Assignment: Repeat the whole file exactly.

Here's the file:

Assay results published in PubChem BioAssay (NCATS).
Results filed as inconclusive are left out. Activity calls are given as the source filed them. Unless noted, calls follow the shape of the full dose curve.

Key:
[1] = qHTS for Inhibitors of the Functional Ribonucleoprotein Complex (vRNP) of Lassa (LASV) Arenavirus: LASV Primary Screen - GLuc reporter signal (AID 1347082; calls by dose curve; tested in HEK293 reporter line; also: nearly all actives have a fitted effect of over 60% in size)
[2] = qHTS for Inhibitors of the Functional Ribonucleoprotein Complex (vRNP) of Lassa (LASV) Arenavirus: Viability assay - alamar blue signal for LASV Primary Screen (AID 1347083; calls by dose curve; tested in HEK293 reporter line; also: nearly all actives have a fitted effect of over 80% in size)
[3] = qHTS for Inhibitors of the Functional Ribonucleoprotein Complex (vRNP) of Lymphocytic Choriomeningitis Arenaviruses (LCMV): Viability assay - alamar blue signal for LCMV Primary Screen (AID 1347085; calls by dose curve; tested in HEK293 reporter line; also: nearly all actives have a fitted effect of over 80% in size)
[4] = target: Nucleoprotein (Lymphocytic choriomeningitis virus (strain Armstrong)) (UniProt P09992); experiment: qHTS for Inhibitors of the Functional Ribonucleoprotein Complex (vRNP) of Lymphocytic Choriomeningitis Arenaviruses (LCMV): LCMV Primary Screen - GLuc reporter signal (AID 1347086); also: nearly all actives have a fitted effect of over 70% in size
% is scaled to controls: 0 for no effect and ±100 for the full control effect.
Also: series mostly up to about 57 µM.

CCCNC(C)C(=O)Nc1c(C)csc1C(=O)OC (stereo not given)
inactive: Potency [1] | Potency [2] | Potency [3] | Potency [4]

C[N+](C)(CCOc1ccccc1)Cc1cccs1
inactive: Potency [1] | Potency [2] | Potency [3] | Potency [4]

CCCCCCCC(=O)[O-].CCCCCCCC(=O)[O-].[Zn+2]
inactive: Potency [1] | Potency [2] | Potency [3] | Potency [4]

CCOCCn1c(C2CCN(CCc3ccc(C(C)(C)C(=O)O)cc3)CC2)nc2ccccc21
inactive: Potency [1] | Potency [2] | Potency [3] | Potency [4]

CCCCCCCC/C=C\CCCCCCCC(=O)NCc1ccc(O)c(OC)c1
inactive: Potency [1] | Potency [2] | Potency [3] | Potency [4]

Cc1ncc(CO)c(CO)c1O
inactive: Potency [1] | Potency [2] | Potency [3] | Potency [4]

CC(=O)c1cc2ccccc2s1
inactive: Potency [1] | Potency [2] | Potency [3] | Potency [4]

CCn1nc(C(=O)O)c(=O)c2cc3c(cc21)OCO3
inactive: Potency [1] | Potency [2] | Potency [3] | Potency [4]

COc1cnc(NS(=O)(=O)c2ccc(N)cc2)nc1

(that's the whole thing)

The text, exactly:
Assay results published in PubChem BioAssay (NCATS).
Results filed as inconclusive are left out. Activity calls are given as the source filed them. Unless noted, calls follow the shape of the full dose curve.

Key:
[1] = qHTS for Inhibitors of the Functional Ribonucleoprotein Complex (vRNP) of Lassa (LASV) Arenavirus: LASV Primary Screen - GLuc reporter signal (AID 1347082; calls by dose curve; tested in HEK293 reporter line; also: nearly all actives have a fitted effect of over 60% in size)
[2] = qHTS for Inhibitors of the Functional Ribonucleoprotein Complex (vRNP) of Lassa (LASV) Arenavirus: Viability assay - alamar blue signal for LASV Primary Screen (AID 1347083; calls by dose curve; tested in HEK293 reporter line; also: nearly all actives have a fitted effect of over 80% in size)
[3] = qHTS for Inhibitors of the Functional Ribonucleoprotein Complex (vRNP) of Lymphocytic Choriomeningitis Arenaviruses (LCMV): Viability assay - alamar blue signal for LCMV Primary Screen (AID 1347085; calls by dose curve; tested in HEK293 reporter line; also: nearly all actives have a fitted effect of over 80% in size)
[4] = target: Nucleoprotein (Lymphocytic choriomeningitis virus (strain Armstrong)) (UniProt P09992); experiment: qHTS for Inhibitors of the Functional Ribonucleoprotein Complex (vRNP) of Lymphocytic Choriomeningitis Arenaviruses (LCMV): LCMV Primary Screen - GLuc reporter signal (AID 1347086); also: nearly all actives have a fitted effect of over 70% in size
% is scaled to controls: 0 for no effect and ±100 for the full control effect.
Also: series mostly up to about 57 µM.

CCCNC(C)C(=O)Nc1c(C)csc1C(=O)OC (stereo not given)
inactive: Potency [1] | Potency [2] | Potency [3] | Potency [4]

C[N+](C)(CCOc1ccccc1)Cc1cccs1
inactive: Potency [1] | Potency [2] | Potency [3] | Potency [4]

CCCCCCCC(=O)[O-].CCCCCCCC(=O)[O-].[Zn+2]
inactive: Potency [1] | Potency [2] | Potency [3] | Potency [4]

CCOCCn1c(C2CCN(CCc3ccc(C(C)(C)C(=O)O)cc3)CC2)nc2ccccc21
inactive: Potency [1] | Potency [2] | Potency [3] | Potency [4]

CCCCCCCC/C=C\CCCCCCCC(=O)NCc1ccc(O)c(OC)c1
inactive: Potency [1] | Potency [2] | Potency [3] | Potency [4]

Cc1ncc(CO)c(CO)c1O
inactive: Potency [1] | Potency [2] | Potency [3] | Potency [4]

CC(=O)c1cc2ccccc2s1
inactive: Potency [1] | Potency [2] | Potency [3] | Potency [4]

CCn1nc(C(=O)O)c(=O)c2cc3c(cc21)OCO3
inactive: Potency [1] | Potency [2] | Potency [3] | Potency [4]

COc1cnc(NS(=O)(=O)c2ccc(N)cc2)nc1